I guess I'll preface my comments with a little about myself, too. I am definitely pro-kill. I just can't decide if I'd have the courage to pull the trigger yet. I grew up right outside of the Gifford Pinchot, and have been running around those woods since the day one. I've been in hunting camp since I was 5 years old, and am now in my mid-30's. I bow-hunt with my step-dad, and had my first bow at 7 yrs old, and I rifle-hunted with my pops. They are reminiscent of Hank Jr. and Waylon, respectively, so I definitely had an interesting upbringing, and have that right-wing, outlaw way about myself. They are/were both really smart, and savvy in the woods, and taught me different elements and methods of hunting based on the instrument, time of year, conditions, and the habits of the prey.

I generally only elk hunt, nowadays, but have hunted cats, bears, goats, deer, birds, 'yotes, etc. I am a gaming special agent, my little brother is a Fish and Game officer, and my older brother went to Cornell(at the same time as Todd Disotell), and is a PhD in Chemical Engineering. My brother does a lot of wildlife survey work from the choppers in the area we hunt(and that I squatch) so I have a unique understanding of the elk habits around my area, and the general lay of the land. Dr. Briggs Hall does contract work with his dept also.

I was a hard-core skeptic my whole life(not that I put much thought into it, though), but after an encounter in '08(I had two that year), I joined the unfortunate ranks of being a 'knower'. I generally don't discuss the actual, tangible stuff that I witnessed, but there are people on here who I've told. I'm fairly guarded on stepping out onto the ledge and admitting certain things, due to the stigma that surrounds people who claim such preposterous things, and that your credibility becomes diminished in the eyes of certain people. I've never actually told anyone in my family that I have seen one, and I was on a hunting trip with them when it happened. It shook me to my core. Hard to describe. I consider myself a savage in the woods, but was humbled that day. I've been in the middle of a group that was knocking, and vocalizing for quite a few minutes(with a buddy of mine), that DR investigated. The Packwood tracks on his OP page were from that investigation. This last summer we did a midnight hike to Packwood Lake(Goat Rocks Wilderness) and heard what I'd describe as rock knocks, and had a rock the size of my fist hit the trail about ten feet in front of us, from up above somewhere. It was appx 1am. The pics from my FB page(PW Lake hike) are from that night. Last month, on the last day of deer season, I took a buddy from work, who is a retired police officer/F&G officer, and we heard a series of three, 10 second OOO-OOO-OOO calls, similar to what Les Stroud described to Joe Rogan, in the same spot as we were standing in '08 with the group knocking/vocalizing. I understand that all of the circumstantial stuff can be hoaxed by people, but I find that highly unlikely, being as I heard/witnessed them myself.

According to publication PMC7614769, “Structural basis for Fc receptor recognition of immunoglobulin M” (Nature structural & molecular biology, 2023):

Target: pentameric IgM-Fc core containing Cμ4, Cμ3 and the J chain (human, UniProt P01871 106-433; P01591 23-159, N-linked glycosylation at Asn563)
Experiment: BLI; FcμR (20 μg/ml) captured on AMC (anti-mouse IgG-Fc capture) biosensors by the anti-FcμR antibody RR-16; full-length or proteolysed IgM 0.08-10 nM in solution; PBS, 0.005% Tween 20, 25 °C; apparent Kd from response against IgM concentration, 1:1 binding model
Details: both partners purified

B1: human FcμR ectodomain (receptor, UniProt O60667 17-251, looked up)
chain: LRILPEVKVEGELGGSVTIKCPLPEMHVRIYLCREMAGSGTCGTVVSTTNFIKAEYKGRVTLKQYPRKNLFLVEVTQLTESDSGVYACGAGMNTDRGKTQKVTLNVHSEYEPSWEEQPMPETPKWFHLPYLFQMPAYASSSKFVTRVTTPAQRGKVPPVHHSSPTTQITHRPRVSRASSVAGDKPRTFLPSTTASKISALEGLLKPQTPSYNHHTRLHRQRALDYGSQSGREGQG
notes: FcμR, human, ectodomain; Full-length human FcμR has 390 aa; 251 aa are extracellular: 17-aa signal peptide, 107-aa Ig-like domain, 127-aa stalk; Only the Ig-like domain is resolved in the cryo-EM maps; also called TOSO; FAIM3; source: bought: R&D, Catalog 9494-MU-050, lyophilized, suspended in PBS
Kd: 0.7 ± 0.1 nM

(Off to work...I'll add to this when it slows down)

Well it certainly sounds like you are on a hotter trail than I am over here on the east side of the state. I've called for bear and coyote quite abit and I've as yet had nothing happen outside of the norm.

Thanks for sharing and glad to have you participating in this thread!

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norseman
BFF Donor

Yes we do.

Do Black Bear live in OH and Texas ?

Yes they do. Texas and Ohio

It looks like to me that the reintroduction of black bears in those two states is a fairly recent event. I think my reasoning stands that there most certainly could have been harmful civil projects in the past in those states that would not have taken a large predator into account. And that is giving your line of reasoning the benefit of the doubt that Squatch habitat perfectly dove tails with Black Bear habitat. Obviously with Squatch remaining a cryptid forever and no real scientific inquiry into the species........that is simply a question we will never know.

Norse, i agree with your point that they're dangerous first and foremost, i've said it time and time again and i've even said it on this thread.

These cases are open cases still, perhaps with scientific acceptance of the Animal they may all be then shut cases and the finger of blame will finally be pointed, is that what you're saying ?

That's NEVER going to happen, because it highly likely isn't true anyway.

Like everything else in this subject, there will ALWAYS be a more explainable option and a different probability to what actually happened than to blame a Sasquatch, and it's no different to that book.

Yes but I'm not advocating bringing in the Army Rangers and cleaning them out either. Through scientific inquiry into a species comes UNDERSTANDING. We have list's of do's and don'ts with bears. Could something as mundane as dressing your child in bright red clothes make them a target for something in the woods not yet discovered that COULD POSE A THREAT? It's possible that the 411 material is all just a bunch of coincidences, but I personally found it a little more compelling than that. Your mileage may vary.